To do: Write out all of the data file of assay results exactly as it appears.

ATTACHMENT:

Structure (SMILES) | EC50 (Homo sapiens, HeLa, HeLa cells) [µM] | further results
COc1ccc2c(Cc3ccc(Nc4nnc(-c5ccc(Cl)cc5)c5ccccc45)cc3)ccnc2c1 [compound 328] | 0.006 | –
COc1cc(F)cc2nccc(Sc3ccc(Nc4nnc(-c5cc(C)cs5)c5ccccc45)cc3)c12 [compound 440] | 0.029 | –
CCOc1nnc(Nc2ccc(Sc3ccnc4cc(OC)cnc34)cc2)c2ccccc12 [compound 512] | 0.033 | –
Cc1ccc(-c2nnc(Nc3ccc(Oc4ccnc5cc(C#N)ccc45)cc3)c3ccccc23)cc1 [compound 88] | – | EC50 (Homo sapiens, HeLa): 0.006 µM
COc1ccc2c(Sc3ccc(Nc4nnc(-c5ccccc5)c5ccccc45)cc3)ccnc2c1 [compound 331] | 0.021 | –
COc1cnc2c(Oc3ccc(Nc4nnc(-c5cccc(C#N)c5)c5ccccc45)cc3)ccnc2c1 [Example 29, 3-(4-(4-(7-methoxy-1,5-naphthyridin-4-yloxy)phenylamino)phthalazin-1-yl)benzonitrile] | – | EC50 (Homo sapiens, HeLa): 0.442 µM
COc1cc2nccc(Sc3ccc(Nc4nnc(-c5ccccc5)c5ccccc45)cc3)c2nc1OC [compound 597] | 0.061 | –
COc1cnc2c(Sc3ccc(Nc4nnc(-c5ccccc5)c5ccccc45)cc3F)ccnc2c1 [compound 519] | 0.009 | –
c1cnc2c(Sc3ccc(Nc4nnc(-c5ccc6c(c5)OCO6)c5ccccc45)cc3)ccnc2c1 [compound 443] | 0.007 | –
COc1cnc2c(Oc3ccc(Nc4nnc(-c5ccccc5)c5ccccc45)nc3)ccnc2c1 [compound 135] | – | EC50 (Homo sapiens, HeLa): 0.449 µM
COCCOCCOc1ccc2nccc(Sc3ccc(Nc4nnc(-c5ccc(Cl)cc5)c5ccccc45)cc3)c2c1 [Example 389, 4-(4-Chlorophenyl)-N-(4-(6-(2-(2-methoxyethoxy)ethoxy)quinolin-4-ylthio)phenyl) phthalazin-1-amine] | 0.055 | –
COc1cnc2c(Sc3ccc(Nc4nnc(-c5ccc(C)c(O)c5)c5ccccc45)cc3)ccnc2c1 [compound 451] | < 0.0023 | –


Structure (SMILES) | EC50 (Homo sapiens, HeLa, HeLa cells) [µM] | further results
COc1ccc2c(Cc3ccc(Nc4nnc(-c5ccc(Cl)cc5)c5ccccc45)cc3)ccnc2c1 [compound 328] | 0.006 | –
COc1cc(F)cc2nccc(Sc3ccc(Nc4nnc(-c5cc(C)cs5)c5ccccc45)cc3)c12 [compound 440] | 0.029 | –
CCOc1nnc(Nc2ccc(Sc3ccnc4cc(OC)cnc34)cc2)c2ccccc12 [compound 512] | 0.033 | –
Cc1ccc(-c2nnc(Nc3ccc(Oc4ccnc5cc(C#N)ccc45)cc3)c3ccccc23)cc1 [compound 88] | – | EC50 (Homo sapiens, HeLa): 0.006 µM
COc1ccc2c(Sc3ccc(Nc4nnc(-c5ccccc5)c5ccccc45)cc3)ccnc2c1 [compound 331] | 0.021 | –
COc1cnc2c(Oc3ccc(Nc4nnc(-c5cccc(C#N)c5)c5ccccc45)cc3)ccnc2c1 [Example 29, 3-(4-(4-(7-methoxy-1,5-naphthyridin-4-yloxy)phenylamino)phthalazin-1-yl)benzonitrile] | – | EC50 (Homo sapiens, HeLa): 0.442 µM
COc1cc2nccc(Sc3ccc(Nc4nnc(-c5ccccc5)c5ccccc45)cc3)c2nc1OC [compound 597] | 0.061 | –
COc1cnc2c(Sc3ccc(Nc4nnc(-c5ccccc5)c5ccccc45)cc3F)ccnc2c1 [compound 519] | 0.009 | –
c1cnc2c(Sc3ccc(Nc4nnc(-c5ccc6c(c5)OCO6)c5ccccc45)cc3)ccnc2c1 [compound 443] | 0.007 | –
COc1cnc2c(Oc3ccc(Nc4nnc(-c5ccccc5)c5ccccc45)nc3)ccnc2c1 [compound 135] | – | EC50 (Homo sapiens, HeLa): 0.449 µM
COCCOCCOc1ccc2nccc(Sc3ccc(Nc4nnc(-c5ccc(Cl)cc5)c5ccccc45)cc3)c2c1 [Example 389, 4-(4-Chlorophenyl)-N-(4-(6-(2-(2-methoxyethoxy)ethoxy)quinolin-4-ylthio)phenyl) phthalazin-1-amine] | 0.055 | –
COc1cnc2c(Sc3ccc(Nc4nnc(-c5ccc(C)c(O)c5)c5ccccc45)cc3)ccnc2c1 [compound 451] | < 0.0023 | –